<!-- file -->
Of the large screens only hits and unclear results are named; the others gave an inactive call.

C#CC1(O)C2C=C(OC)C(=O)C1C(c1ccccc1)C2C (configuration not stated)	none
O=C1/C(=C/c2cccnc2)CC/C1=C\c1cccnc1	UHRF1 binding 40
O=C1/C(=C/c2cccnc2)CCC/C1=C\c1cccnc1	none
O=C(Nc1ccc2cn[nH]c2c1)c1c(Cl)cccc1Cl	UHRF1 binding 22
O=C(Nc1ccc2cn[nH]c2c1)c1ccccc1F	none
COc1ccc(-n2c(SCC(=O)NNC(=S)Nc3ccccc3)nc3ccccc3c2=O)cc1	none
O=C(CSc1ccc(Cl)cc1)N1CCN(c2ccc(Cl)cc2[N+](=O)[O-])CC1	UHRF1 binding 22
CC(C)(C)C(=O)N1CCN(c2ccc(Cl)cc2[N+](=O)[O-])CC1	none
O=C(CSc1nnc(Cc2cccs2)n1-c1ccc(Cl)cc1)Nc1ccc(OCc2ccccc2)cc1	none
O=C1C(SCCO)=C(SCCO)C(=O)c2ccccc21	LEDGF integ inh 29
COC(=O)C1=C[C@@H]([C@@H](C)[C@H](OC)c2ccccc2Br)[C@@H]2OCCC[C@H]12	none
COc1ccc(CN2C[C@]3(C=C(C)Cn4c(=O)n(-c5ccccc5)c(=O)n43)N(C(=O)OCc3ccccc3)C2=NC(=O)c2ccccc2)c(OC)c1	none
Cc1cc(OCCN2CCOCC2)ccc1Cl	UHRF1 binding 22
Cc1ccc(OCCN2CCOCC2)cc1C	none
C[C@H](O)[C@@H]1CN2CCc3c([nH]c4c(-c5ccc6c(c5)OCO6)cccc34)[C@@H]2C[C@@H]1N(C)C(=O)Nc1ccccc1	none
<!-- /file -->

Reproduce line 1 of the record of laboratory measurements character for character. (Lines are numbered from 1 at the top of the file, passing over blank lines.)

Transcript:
Of the large screens only hits and unclear results are named; the others gave an inactive call.